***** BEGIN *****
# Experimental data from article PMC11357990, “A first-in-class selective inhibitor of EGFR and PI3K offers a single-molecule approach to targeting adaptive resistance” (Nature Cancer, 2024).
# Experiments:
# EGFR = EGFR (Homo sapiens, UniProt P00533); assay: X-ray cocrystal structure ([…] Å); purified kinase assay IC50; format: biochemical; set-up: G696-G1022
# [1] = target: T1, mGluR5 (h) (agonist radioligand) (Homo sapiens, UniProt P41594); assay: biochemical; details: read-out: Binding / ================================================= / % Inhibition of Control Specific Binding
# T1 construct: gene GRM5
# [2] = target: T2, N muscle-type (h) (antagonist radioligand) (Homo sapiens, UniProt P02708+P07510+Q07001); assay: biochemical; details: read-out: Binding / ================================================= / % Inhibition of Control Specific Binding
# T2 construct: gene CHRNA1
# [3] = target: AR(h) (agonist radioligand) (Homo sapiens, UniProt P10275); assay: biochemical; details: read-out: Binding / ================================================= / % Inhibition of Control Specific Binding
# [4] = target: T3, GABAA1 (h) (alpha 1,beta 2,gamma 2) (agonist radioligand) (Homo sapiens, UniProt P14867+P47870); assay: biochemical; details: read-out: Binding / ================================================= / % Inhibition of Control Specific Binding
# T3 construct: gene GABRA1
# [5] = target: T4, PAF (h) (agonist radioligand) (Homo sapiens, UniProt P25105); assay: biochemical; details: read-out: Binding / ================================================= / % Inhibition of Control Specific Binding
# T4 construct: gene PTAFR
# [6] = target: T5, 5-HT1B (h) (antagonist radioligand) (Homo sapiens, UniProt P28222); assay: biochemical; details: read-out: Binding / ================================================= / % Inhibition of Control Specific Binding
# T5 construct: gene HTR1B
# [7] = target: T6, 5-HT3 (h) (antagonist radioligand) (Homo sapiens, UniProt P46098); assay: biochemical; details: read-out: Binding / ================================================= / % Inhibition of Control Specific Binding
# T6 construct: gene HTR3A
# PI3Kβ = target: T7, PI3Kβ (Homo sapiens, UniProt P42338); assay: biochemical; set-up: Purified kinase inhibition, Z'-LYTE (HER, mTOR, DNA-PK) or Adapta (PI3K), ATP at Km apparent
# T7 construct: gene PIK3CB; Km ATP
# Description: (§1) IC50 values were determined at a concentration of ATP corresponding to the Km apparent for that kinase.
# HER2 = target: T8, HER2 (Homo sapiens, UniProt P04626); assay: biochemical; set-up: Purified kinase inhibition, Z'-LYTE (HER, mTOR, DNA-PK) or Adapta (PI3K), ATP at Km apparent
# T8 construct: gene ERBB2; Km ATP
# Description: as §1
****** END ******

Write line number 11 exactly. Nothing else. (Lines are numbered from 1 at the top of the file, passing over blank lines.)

# [5] = target: T4, PAF (h) (agonist radioligand) (Homo sapiens, UniProt P25105); assay: biochemical; details: read-out: Binding / ================================================= / % Inhibition of Control Specific Binding